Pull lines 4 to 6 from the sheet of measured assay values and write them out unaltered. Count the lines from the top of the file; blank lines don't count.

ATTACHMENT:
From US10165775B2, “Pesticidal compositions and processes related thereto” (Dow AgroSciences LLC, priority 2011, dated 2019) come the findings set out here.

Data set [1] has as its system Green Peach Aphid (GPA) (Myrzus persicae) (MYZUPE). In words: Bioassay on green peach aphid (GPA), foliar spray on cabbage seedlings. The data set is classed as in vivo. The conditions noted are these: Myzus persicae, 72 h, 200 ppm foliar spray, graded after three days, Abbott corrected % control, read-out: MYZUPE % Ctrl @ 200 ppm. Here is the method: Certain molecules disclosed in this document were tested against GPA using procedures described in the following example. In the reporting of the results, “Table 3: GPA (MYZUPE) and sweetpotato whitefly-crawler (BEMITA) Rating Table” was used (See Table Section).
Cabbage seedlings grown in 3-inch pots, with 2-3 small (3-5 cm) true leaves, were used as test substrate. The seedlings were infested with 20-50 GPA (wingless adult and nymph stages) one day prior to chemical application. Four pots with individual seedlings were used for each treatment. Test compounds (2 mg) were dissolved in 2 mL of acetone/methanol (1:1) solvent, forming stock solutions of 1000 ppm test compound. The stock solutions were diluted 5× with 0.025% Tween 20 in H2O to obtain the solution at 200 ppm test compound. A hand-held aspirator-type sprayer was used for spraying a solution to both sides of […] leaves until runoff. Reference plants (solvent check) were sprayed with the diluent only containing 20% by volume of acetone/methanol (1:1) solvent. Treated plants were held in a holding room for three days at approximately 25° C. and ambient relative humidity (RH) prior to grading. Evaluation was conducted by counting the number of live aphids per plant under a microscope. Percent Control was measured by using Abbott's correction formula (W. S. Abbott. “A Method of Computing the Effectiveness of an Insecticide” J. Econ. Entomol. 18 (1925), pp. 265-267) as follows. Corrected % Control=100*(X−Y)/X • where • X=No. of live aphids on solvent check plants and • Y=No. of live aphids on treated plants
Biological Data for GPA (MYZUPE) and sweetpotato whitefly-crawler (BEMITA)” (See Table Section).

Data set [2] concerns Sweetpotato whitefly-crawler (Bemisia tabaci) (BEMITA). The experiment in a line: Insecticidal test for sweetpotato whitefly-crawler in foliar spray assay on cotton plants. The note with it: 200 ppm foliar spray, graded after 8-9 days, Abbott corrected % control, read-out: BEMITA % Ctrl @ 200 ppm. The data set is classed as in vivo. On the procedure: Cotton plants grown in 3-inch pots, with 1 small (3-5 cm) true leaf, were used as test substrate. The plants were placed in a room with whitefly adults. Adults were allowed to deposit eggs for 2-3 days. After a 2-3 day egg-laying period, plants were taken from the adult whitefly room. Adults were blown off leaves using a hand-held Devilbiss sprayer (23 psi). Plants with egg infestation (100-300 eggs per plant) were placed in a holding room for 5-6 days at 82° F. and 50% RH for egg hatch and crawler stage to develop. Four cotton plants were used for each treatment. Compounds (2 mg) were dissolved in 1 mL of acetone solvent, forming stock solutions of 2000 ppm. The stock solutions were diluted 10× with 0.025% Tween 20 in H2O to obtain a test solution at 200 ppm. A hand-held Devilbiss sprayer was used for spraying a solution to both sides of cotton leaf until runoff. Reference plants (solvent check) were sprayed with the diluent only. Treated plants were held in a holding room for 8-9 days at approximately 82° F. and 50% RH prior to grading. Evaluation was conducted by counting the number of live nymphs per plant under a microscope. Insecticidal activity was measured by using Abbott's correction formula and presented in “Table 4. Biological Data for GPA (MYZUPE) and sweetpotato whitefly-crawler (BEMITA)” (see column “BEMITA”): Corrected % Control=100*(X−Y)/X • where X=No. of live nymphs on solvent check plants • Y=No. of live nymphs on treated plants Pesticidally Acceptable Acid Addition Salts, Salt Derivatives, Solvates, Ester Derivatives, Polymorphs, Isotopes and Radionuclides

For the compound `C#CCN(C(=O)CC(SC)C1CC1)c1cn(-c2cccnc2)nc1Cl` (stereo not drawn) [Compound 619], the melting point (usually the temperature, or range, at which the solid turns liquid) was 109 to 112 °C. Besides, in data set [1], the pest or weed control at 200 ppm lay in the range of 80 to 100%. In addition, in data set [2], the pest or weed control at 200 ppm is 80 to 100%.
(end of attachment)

Biological Data for GPA (MYZUPE) and sweetpotato whitefly-crawler (BEMITA)” (See Table Section).

Data set [2] concerns Sweetpotato whitefly-crawler (Bemisia tabaci) (BEMITA). The experiment in a line: Insecticidal test for sweetpotato whitefly-crawler in foliar spray assay on cotton plants. The note with it: 200 ppm foliar spray, graded after 8-9 days, Abbott corrected % control, read-out: BEMITA % Ctrl @ 200 ppm. The data set is classed as in vivo. On the procedure: Cotton plants grown in 3-inch pots, with 1 small (3-5 cm) true leaf, were used as test substrate. The plants were placed in a room with whitefly adults. Adults were allowed to deposit eggs for 2-3 days. After a 2-3 day egg-laying period, plants were taken from the adult whitefly room. Adults were blown off leaves using a hand-held Devilbiss sprayer (23 psi). Plants with egg infestation (100-300 eggs per plant) were placed in a holding room for 5-6 days at 82° F. and 50% RH for egg hatch and crawler stage to develop. Four cotton plants were used for each treatment. Compounds (2 mg) were dissolved in 1 mL of acetone solvent, forming stock solutions of 2000 ppm. The stock solutions were diluted 10× with 0.025% Tween 20 in H2O to obtain a test solution at 200 ppm. A hand-held Devilbiss sprayer was used for spraying a solution to both sides of cotton leaf until runoff. Reference plants (solvent check) were sprayed with the diluent only. Treated plants were held in a holding room for 8-9 days at approximately 82° F. and 50% RH prior to grading. Evaluation was conducted by counting the number of live nymphs per plant under a microscope. Insecticidal activity was measured by using Abbott's correction formula and presented in “Table 4. Biological Data for GPA (MYZUPE) and sweetpotato whitefly-crawler (BEMITA)” (see column “BEMITA”): Corrected % Control=100*(X−Y)/X • where X=No. of live nymphs on solvent check plants • Y=No. of live nymphs on treated plants Pesticidally Acceptable Acid Addition Salts, Salt Derivatives, Solvates, Ester Derivatives, Polymorphs, Isotopes and Radionuclides

For the compound `C#CCN(C(=O)CC(SC)C1CC1)c1cn(-c2cccnc2)nc1Cl` (stereo not drawn) [Compound 619], the melting point (usually the temperature, or range, at which the solid turns liquid) was 109 to 112 °C. Besides, in data set [1], the pest or weed control at 200 ppm lay in the range of 80 to 100%. In addition, in data set [2], the pest or weed control at 200 ppm is 80 to 100%.